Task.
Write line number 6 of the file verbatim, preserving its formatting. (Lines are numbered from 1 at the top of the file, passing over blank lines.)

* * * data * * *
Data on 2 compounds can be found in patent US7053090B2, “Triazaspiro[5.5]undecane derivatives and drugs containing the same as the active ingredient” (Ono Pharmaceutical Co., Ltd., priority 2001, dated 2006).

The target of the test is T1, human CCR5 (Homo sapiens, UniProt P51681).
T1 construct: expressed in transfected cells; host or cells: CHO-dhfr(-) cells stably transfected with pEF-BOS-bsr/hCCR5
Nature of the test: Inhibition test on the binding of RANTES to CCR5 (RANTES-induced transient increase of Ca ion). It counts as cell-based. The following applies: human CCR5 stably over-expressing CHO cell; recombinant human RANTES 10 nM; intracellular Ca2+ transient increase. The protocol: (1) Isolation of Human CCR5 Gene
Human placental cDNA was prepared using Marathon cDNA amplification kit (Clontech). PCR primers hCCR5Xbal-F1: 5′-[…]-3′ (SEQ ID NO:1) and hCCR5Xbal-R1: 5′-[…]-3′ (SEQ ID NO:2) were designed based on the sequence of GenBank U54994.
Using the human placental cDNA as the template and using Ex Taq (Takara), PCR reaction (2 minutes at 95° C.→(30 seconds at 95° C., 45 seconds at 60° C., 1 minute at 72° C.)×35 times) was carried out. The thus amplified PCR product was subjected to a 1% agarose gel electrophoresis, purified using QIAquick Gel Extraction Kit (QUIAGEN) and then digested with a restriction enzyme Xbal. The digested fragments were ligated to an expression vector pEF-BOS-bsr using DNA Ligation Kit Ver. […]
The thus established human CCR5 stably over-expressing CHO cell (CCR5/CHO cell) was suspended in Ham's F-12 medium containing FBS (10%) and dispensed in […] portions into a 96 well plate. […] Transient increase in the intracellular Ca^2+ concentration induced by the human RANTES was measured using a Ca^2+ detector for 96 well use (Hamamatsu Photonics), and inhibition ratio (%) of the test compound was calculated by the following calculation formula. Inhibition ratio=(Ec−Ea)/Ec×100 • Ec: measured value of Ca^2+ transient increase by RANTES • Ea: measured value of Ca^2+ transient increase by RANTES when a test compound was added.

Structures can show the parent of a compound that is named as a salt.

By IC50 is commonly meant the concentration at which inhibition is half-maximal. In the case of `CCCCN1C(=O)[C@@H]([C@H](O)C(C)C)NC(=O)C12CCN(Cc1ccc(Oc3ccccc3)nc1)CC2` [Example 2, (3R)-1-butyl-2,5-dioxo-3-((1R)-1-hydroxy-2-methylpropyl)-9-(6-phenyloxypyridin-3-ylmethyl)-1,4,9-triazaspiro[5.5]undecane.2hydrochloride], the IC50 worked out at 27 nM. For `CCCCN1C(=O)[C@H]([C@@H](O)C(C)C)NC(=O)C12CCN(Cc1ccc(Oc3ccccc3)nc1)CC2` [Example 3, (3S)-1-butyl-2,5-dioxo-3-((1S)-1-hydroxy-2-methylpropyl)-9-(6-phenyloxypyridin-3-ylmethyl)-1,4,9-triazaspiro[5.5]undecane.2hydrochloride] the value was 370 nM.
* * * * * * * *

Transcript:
Using the human placental cDNA as the template and using Ex Taq (Takara), PCR reaction (2 minutes at 95° C.→(30 seconds at 95° C., 45 seconds at 60° C., 1 minute at 72° C.)×35 times) was carried out. The thus amplified PCR product was subjected to a 1% agarose gel electrophoresis, purified using QIAquick Gel Extraction Kit (QUIAGEN) and then digested with a restriction enzyme Xbal. The digested fragments were ligated to an expression vector pEF-BOS-bsr using DNA Ligation Kit Ver. […]